Now, McCully describes the “trashing of the work of the Commission” as a “backward step” and “a very disappointing development”. He’s talking with Kubuabola to get an “understanding of what was happening”. Since that guarded response, the New Zealand Government has maintained a diplomatic silence on the issue. And so have our mainstream media.
It should have come as no surprise. Anyone who cares to look closely enough could have seen the prospect of a train wreck since last May.
On 14 May, former director of development studies at the University of the South Pacific Crosbie Walsh signaled that Kenyan-born constitutional authority Ghai was “no pushover”. Ghai had resigned from his home country’s Constitution Review Commission in 2004 over government heel-dragging, resigned from a UN posting in Cambodia in 2008 after bitter arguments with the Cambodian government, and last year called for the impeachment of Kenya’s president for lobbying against International Criminal Court trials of associates charged with genocide.
On 18 July, the Bainimarama government issued two decrees – one governing the process of the Ghai Commission and the other authorizing the Prime Minister to appoint a Constituent Assembly to process the Ghai Commission’s recommendations into a final Constitution for the country. The second decree also requires the Constituent Assembly to preserve immunities from prosecution for a list of coup-makers and supporters (including the Commodore and members of the military, police force, corrections service, Cabinet Ministers and other individuals in State Services) granted by decrees issued in 1990, 1996, and 2010.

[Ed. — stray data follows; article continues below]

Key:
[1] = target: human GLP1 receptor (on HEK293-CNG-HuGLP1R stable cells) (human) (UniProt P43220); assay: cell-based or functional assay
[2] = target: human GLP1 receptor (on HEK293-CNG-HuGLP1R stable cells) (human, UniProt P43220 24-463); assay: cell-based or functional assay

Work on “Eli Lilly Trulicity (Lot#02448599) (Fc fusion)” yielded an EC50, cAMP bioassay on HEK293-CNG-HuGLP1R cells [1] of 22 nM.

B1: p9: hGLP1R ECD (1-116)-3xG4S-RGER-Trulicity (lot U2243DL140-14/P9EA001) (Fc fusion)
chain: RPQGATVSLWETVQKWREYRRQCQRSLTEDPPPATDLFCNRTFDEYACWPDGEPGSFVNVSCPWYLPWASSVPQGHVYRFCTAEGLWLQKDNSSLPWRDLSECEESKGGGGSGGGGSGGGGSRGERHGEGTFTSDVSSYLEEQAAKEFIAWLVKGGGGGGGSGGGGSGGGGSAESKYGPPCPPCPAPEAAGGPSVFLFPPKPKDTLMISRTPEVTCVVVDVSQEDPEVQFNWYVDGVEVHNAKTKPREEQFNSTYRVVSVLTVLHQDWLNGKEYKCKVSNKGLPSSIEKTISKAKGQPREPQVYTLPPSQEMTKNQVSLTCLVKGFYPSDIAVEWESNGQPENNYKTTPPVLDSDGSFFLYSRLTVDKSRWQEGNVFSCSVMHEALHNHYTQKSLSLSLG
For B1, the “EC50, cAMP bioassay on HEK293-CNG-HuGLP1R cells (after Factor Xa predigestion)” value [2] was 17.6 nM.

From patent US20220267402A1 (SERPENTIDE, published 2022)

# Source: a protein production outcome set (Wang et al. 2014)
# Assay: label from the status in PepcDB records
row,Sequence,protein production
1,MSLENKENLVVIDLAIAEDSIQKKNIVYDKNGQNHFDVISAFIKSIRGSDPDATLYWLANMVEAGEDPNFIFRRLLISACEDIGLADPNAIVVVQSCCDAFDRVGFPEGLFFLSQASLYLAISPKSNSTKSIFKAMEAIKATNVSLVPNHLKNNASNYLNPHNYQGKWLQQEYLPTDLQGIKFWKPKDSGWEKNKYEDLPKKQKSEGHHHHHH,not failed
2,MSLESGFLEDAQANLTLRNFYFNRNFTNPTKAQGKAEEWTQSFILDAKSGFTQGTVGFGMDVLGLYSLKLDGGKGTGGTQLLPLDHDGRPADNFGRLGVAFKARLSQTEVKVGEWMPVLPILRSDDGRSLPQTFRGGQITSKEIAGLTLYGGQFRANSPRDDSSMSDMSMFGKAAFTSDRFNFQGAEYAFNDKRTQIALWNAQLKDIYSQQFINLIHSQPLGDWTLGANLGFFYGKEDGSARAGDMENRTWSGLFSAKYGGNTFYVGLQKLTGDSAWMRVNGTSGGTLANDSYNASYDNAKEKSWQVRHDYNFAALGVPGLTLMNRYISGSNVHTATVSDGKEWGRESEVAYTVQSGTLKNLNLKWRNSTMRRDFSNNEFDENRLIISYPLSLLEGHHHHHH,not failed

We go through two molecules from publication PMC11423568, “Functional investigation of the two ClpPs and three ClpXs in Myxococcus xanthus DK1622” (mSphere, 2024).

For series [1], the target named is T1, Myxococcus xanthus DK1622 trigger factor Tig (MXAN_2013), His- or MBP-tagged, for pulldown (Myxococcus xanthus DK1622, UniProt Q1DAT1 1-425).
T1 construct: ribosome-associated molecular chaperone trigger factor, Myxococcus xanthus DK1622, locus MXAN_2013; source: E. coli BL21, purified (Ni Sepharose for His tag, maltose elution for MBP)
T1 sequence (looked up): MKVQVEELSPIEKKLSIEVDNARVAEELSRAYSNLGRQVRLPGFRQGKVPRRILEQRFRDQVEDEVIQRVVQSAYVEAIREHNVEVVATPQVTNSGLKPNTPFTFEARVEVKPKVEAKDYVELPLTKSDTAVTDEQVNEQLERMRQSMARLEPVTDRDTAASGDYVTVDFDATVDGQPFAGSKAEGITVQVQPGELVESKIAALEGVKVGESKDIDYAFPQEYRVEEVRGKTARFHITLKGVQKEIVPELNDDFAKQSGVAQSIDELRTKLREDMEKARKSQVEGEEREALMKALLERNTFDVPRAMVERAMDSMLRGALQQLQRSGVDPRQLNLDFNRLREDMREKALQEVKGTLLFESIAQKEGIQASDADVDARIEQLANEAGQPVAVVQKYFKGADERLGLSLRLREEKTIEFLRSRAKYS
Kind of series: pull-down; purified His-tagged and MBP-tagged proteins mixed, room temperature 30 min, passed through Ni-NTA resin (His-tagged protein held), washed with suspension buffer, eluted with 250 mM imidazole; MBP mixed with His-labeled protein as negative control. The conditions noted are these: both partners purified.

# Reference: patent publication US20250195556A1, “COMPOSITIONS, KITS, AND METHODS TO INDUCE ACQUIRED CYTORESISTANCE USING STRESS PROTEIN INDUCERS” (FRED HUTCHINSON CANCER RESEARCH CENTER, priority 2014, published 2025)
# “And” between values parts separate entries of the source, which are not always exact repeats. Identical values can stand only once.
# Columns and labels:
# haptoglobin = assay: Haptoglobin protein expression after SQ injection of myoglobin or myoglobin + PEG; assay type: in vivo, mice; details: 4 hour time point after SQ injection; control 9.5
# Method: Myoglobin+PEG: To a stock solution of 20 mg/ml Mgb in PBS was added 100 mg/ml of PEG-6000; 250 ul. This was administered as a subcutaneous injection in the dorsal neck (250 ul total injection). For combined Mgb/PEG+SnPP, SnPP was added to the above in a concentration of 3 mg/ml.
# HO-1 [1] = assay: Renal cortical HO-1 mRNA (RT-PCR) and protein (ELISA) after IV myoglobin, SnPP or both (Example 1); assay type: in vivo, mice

The next day, members of the Ghai Commission hit the roof. Their joint public statement said the decrees ignored essential principles of democracy by determining issues on which there had been no public consultation and negated the independence of the Commission. Ghai also said that “since members of the government may wish to compete in the forthcoming election, it is important that they should not control the process that will set out the rules for the elections.”
It was subsequently revealed by FijiLeaks that the Commission had developed a long list of other noxious government decrees that would require attention during the country’s return to democracy.